It’s not uncommon for Gov. Paul LePage to make a comment and leave people wondering what he meant.
It happened again when a liberal blogger, Mike Tipping, posted a second snippet Wednesday from a secret recording of LePage speaking with members of a conservative women’s group in Falmouth.
In the first clip, the governor tells the audience at the Dockside Grill that the civil emergency he called last week would nullify the collective bargaining agreement with state employees – a claim that proved inaccurate.
In the latest clip, lasting 23 seconds, LePage says he has managed to squirrel away a $47 million surplus without state lawmakers’ knowledge.
“The economy as a whole is actually doing pretty well,” LePage says in the clip, recorded Monday. “I don’t want to tell any Democrats because they’ll have it spent before Christmas, but we have about $47 million since July 1 over budget.”
Peter Steele, a spokesman for the governor, said in an email Wednesday that the remark was a joke. Steele said LePage was referring specifically to a $47 million revenue surplus from the fiscal year that ended June 30 – not the current fiscal year.
“Obviously, the governor cannot hide any revenue from anyone,” Steele wrote. “The quip was made in jest, referring to how Democrats will always find a way to spend excess revenue, rather than using it to benefit the taxpayers.”
Before Steele’s explanation, LePage’s remark led Democrats to demand that the governor disclose the source of the surplus.
After all, they said, lawmakers expect that they will have to draft a supplemental budget to plug a still-undetermined hole in the state’s current $6.3 billion budget.
In September, the Legislature’s nonpartisan Office of Fiscal and Program Review posted a $6.7 million downward forecast for revenue through August. Grant Pennoyer, director of the office, said Wednesday that subsequent unreleased figures showed revenue running $13 million over projections.
Those numbers made LePage’s remark even more mysterious, since the governor apparently was referring to a surplus in the current fiscal year, which ends June 30, 2014.
Keeping such a sizable revenue surplus secret wouldn’t be easy. Marc Cyr, an analyst with the fiscal office, said it’s possible that the LePage administration could spend $47 million less than was budgeted last year.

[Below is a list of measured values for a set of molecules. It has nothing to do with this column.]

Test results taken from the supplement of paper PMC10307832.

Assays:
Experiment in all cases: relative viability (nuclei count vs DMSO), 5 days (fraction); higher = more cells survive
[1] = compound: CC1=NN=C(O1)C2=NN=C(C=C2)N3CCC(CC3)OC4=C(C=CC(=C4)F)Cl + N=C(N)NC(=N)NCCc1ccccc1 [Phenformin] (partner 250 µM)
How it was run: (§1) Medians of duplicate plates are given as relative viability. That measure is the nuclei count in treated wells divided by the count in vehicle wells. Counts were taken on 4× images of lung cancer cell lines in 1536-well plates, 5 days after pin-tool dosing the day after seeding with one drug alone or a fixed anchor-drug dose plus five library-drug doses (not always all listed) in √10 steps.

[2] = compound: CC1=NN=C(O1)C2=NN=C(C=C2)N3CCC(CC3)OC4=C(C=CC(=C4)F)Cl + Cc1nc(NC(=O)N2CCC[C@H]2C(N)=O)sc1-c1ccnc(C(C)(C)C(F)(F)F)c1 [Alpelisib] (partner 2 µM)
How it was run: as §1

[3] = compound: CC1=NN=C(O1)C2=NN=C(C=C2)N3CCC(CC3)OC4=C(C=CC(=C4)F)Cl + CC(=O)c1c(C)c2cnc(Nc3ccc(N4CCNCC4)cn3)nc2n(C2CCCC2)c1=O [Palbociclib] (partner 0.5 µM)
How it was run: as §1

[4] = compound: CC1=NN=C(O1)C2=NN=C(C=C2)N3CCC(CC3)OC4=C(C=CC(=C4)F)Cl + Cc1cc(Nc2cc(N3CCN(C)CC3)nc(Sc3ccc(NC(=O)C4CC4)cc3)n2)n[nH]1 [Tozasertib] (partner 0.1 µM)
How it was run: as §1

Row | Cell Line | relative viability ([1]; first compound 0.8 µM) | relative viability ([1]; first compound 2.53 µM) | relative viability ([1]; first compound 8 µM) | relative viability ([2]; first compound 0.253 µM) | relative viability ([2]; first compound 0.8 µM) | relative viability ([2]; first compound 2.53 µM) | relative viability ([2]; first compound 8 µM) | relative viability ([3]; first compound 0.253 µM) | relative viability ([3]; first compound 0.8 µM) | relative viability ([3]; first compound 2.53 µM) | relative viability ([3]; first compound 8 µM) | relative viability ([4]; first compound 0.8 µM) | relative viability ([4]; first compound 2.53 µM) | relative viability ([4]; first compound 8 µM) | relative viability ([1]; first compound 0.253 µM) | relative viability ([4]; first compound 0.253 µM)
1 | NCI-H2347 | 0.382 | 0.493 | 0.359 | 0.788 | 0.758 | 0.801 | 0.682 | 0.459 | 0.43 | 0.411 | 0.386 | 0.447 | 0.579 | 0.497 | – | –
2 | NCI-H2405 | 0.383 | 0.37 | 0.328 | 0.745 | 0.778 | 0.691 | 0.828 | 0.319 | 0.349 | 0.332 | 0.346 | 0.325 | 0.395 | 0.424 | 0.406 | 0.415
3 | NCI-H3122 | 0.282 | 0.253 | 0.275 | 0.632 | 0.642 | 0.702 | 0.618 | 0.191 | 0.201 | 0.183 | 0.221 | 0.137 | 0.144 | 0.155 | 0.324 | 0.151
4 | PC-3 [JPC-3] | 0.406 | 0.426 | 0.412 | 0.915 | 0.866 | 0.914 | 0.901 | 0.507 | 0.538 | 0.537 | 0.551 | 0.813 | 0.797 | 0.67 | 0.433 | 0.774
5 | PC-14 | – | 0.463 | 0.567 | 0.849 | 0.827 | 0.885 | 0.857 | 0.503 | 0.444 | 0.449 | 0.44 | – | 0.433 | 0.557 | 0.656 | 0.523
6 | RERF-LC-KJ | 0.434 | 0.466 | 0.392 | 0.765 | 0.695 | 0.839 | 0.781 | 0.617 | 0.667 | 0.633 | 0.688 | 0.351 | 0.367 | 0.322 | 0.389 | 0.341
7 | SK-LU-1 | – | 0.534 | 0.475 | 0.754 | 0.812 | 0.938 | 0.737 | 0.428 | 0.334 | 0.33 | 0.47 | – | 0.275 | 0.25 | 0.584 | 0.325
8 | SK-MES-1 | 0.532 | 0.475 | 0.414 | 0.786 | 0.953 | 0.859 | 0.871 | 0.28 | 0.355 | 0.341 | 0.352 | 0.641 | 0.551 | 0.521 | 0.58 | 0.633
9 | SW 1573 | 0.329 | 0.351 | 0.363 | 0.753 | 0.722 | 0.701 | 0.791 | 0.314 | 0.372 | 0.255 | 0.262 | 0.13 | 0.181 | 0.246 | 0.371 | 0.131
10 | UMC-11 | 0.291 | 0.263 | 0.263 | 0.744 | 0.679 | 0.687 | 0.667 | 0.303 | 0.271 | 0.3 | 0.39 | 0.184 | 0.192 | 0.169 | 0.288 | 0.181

In other words, state agencies – one or several – requested a certain amount of money for the current two-year budget but will end up spending far less.
Still, Pennoyer said it would be difficult to accumulate a $47 million expenditure surplus. He noted that the administration has already proposed $35 million in reductions, both in education funding cuts and the management of staffing vacancies.
The reductions are the easiest way to trim agency budget lines.
Steele, in his statement, noted that a revenue surplus is largely spoken for because of state law. Under state law, any excess money goes toward replenishing the governor’s contingency fund, the retirement allowance fund and the fund backstopping the Finance Authority of Maine. It then cascades into specific accounts, including the health insurance fund for retired state employees, the rainy day fund and the tax relief fund.
Still, the governor’s leaked statement touched off a brief swirl of speculation on social media as progressives wondered if he had been caught lying or deliberately hiding information from the Democrat-controlled Legislature.
The recording of LePage was one of several obtained by Tipping, a blogger and liberal activist with the Maine People’s Alliance. Last year, Tipping published a recording from a private gathering of Republican lawmakers in which the governor hinted at a secret plan that would rile Democrats and require a special legislative session. It was later determined that LePage was foreshadowing his plan to pay off the state’s Medicaid reimbursement debt to Maine hospitals.
LePage has also made several comments that proved to be inaccurate or required his staff to clarify his meaning.
In 2012, the governor told an audience in Lewiston that he would be forced to close public schools if lawmakers didn’t approve his plan to cut funding for the Department of Health and Human Services. The Legislature controls public education funding and state law mandates that students have a certain number of school days.
Steve Mistler can be contacted at 791-6345 or at: